Professional Development

Planning your Baltimore Innovation Week schedule? Here’s a quick and dirty guide

Use this breakdown if you’re an entrepreneur, technologist or community members looking to network, raise capital or improve your skillset.

A gathering during an earlier Baltimore Innovation Week.

(Courtesy photo)

Full disclosure: ETC Baltimore is BIW's host and main organizing entity. BIW was previously organized by Technical.ly, which now serves as the event's media partner.

If you’re planning on or thinking of attending the 11th annual Baltimore Innovation Week (BIW), you’re in luck: host organization ETC Baltimore this week released the full schedule of events for the five-day celebration of technology, entrepreneurship and innovation communities in and around Baltimore.

Each of the days between Oct. 3 and 7 has something to offer startups and entrepreneurs at every stage (and in every field). Attendees can find at any event something relevant to their business.

This year’s sessions are categorized by the following tracks: Civic, Explore, Science & Education, Creative & Media, Dev, Business and Access. All events occur at the ETC’s Haven Street HQ, except for two happy hours and the open mic pitch night on the final day.

Here’s a link to the full slate of sessions, with each daily schedule running from 8:30 a.m. to as late as 9 p.m.

But if you’re looking for recommendations, here’s a quick and dirty guide of select sessions to attend according to your goals as an entrepreneur in the Baltimore tech ecosystem

Are you looking to network?

You’ll want to be there bright and early for the first day because BIW kicks off with Welcome! Coffee & Networking at the ETC. There are also two stand-out events to build your networking skills: Networking: Finding Allies and Asking for Help, hosted by Enradius (Tuesday, 9-10:20 a.m.); and Branding Your Story: How to Share a Visceral Experience (Monday, 11:50 a.m.-1:20 p.m.), hosted by Andre Bean.

In addition, every day of BIW ends with a happy hour and networking event starting at 4:30 pm.

New to Baltimore and trying to get a grasp on the scene?

These recommended sessions are for those who know the power of market research and like to measure twice and cut once. The panels collectively give an overview of where the Baltimore startup and tech ecosystem has come from, as well as where it’s going:

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Technical.ly looks back on 10 years of covering Baltimore tech and innovation (Monday, 1:40-2:30 p.m.): Our own panel with five former and current Technical.ly editorial employees speaking on the trends they’ve seen in the ecosystem over the years.

The startup studio model: capitalizing on MD’s strengths and resources to build health and med tech companies (Monday, 10:40-11:30 a.m.), hosted by MDC Studio.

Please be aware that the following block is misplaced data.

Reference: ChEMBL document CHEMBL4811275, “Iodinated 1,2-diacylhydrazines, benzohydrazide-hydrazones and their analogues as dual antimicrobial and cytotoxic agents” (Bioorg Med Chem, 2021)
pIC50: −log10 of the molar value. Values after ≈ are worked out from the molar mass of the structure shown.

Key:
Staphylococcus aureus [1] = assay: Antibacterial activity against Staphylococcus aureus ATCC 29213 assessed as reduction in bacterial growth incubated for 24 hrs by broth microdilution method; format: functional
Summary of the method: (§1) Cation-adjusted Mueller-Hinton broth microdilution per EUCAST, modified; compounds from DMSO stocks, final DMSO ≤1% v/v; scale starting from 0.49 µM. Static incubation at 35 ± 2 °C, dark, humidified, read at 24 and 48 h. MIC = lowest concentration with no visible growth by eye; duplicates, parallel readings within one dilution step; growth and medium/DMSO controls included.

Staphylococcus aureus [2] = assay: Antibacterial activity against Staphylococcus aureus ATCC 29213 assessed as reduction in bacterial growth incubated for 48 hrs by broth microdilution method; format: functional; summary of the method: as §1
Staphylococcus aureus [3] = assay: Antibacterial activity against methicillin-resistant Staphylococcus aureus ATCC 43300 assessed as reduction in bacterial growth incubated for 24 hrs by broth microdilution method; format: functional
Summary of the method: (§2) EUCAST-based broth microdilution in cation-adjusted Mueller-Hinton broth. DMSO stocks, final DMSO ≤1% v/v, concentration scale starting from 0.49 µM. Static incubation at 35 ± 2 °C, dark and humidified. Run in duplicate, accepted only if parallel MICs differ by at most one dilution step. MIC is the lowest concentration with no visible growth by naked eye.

Baltimore community change project 2010- 2020 (Wednesday, 12:30-1:20 p.m.): Hosted by the Baltimore Neighborhood Indicators Alliance, this session offers a data-driven look at the tale of two Baltimores, as well as a discussion on solutions to prevent further disparity between the city’s haves and have-nots.

Trying to find funds?

Capital: The search for it is never-ending. Having enough runway to scale the way you want is a constant worry. These panels could help ease the anxiety:

Equitech with UpSurge Baltimore, Hutch, and Techstars (Tuesday, 2-5 p.m.): These three producers of local incubators are hosting a three-hour session detailing the organizations’ specific expertise in the startup scene of Baltimore. For funding, you want to be there for the first session by Techstars.

How to access impact capital (Wednesday, 12:10-1 p.m.), featuring leaders of the  University of Maryland, Baltimore, Neighborhood Impact Investing Fund and Brown Advisory.

Helping founders flourish and raise millions (Friday, 1-6 p.m.) is a programming block, that features chances to pitch and learn from investors like RareBreed Ventures, Squadra Ventures and Riptide Ventures.

Trying to build your entrepreneurial skillset?

“When you stop growing, you start dying,” is a quote from Beat poet William S. Burroughs. The business world has coopted the expression into “you’re either growing or you’re dying.” It’s not that deep, but for the entrepreneurs that need to constantly climb that hill,  here are some panels that can help guide your way:

3 things to consider when applying to an accelerator (Monday, 9:30-10:20 a.m.), hosted by Brendan McAdams, ETC’s entrepreneur in residence and program director

Fail Fest (Monday, 2:50-5 p.m.), presented by Squadra Ventures and Innovation Works, has 10 entrepreneurs presenting their stories of times they failed — and what they learned from it.

Make every message matter: data, strategy, media & creative (Thursday, 4:10-5 p.m.), hosted by Response Labs. The lessons in this session reflect some of the sleeper advice I frequently hear when interviewing entrepreneurs: “I wish I had thought more about marketing.”

See the full BIW schedule
Donte Kirby is a 2020-2022 corps member for Report for America, an initiative of The Groundtruth Project that pairs young journalists with local newsrooms. This position is supported by the Robert W. Deutsch Foundation. -30-
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